Using heart rate to estimate the minute ventilation and inhaled load of air pollutants.

Guo Q; Zhao Y; Shao J; Cao S; Wang Q; Wu W;

The Science of the total environment [Sci Total Environ] 2020 Oct 19, pp. 143011. Date of Electronic Publication: 2020 Oct 19.

Background: The health effects of air pollution are associated with the concentration of pollutants and ventilation (VE). VE is difficult to measure directly and has been predicted by heart rate (HR). However, it is unclear whether equations between HR and VE obtained from a laboratory cardiopulmonary exercise test (CPET) can be extended to external groups and there is still a gap in their relationship for a Chinese population.
Objective: To establish an association between HR and VE in young Chinese individuals and verify the external validity of the model.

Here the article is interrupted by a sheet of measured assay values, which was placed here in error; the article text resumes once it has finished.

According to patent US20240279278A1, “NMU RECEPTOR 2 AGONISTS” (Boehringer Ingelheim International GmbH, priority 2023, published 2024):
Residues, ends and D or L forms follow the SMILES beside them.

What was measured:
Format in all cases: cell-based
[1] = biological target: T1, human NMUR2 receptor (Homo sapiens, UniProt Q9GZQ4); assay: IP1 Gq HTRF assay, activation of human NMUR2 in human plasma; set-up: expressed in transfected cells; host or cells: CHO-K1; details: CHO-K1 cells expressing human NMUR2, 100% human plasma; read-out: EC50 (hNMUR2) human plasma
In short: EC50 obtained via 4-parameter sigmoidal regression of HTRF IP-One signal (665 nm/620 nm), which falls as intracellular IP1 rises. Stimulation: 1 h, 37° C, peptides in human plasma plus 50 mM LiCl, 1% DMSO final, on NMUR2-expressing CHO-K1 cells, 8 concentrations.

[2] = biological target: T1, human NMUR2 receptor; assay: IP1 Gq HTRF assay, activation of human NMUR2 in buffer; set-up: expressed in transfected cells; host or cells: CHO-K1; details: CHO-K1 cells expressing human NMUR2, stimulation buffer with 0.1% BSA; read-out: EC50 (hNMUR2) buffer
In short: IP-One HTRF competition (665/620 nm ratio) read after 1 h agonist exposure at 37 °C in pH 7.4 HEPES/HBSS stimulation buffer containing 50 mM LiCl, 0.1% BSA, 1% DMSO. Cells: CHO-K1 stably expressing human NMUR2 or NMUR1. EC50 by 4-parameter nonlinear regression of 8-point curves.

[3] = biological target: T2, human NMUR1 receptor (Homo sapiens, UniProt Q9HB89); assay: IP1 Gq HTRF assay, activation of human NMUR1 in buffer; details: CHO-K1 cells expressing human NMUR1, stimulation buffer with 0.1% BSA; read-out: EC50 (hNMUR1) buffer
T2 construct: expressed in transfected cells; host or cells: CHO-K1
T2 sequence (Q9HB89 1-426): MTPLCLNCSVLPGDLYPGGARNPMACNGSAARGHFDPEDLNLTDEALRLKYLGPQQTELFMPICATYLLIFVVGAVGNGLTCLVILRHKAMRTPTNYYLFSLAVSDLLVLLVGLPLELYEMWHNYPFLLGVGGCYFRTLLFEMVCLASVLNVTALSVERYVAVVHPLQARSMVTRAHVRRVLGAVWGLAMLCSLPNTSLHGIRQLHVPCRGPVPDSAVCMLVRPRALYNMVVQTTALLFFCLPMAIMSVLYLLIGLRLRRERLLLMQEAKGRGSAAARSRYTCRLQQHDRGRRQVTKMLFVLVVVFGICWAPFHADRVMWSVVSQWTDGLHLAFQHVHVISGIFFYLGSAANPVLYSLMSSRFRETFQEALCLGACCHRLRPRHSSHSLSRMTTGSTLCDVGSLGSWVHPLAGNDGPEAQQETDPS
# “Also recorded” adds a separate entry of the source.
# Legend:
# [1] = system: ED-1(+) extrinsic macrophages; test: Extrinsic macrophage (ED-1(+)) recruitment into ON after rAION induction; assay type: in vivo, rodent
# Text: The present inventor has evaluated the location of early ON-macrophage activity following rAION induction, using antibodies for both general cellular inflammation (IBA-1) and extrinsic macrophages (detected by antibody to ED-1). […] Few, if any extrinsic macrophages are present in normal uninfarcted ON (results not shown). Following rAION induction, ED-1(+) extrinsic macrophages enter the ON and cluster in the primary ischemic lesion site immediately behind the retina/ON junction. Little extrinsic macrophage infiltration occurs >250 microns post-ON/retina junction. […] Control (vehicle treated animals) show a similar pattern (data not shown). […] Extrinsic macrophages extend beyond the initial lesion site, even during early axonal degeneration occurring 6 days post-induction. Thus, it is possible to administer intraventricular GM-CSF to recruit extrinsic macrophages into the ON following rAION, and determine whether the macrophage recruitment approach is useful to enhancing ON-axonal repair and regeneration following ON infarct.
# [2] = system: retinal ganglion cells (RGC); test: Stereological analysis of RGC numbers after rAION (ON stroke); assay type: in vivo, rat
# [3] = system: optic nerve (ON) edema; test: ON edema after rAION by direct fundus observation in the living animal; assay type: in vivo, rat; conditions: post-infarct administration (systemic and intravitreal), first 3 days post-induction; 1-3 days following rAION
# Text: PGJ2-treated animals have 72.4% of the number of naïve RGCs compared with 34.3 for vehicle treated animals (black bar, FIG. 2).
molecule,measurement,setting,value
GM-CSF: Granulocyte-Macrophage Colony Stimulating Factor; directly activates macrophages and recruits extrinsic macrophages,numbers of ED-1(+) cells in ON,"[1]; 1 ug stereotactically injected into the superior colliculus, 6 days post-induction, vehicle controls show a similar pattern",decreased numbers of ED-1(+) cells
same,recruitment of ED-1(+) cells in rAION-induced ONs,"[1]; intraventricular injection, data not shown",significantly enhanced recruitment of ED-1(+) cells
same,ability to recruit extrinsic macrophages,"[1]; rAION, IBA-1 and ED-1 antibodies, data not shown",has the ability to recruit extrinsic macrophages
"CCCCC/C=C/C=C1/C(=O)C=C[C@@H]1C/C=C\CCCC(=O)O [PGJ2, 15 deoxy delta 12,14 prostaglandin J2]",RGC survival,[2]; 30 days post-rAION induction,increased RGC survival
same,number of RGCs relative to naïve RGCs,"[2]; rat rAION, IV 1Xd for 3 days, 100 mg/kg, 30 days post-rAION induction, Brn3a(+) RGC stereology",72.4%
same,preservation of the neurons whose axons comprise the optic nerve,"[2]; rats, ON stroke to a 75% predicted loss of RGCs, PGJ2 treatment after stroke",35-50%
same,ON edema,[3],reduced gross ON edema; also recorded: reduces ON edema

Methods: Eighty non-smoking participants aged 16-21 years underwent incremental tests using a bicycle ergometer, where the HR and minute VE were measured simultaneously. Linear mixed models were constructed with data obtained from a CPET. Ten individuals were chosen randomly as the external validation group. The predictive performance was assessed using an eight-fold cross-validation procedure. Air pollution concentration was monitored during the CPET and the inhaled load was calculated.
Results: The overall estimation of the intercept and slope for all participants was 0.585 ± 0.013 and 0.007 ± 0.00002, respectively. The overall fitted R squared (R 2 ) was 0.84. The median difference between the measured VE and the predicted VE was 0.3 L/min, and the difference between the inhaled load based on the fitted VE and the measured VE was 0.0-0.3 μg across all the participants. The eight folds cross-validation R 2 value was 0.78, suggesting high predictive accuracy.
Conclusion: This is the first study to derive a novel equation for the relationship between HR and VE in a young Chinese population and verify its external validity. This will be important in the assessment of the inhaled load in future epidemiology studies. However, inter-individual variations should also be considered when VE is estimated at an individual level.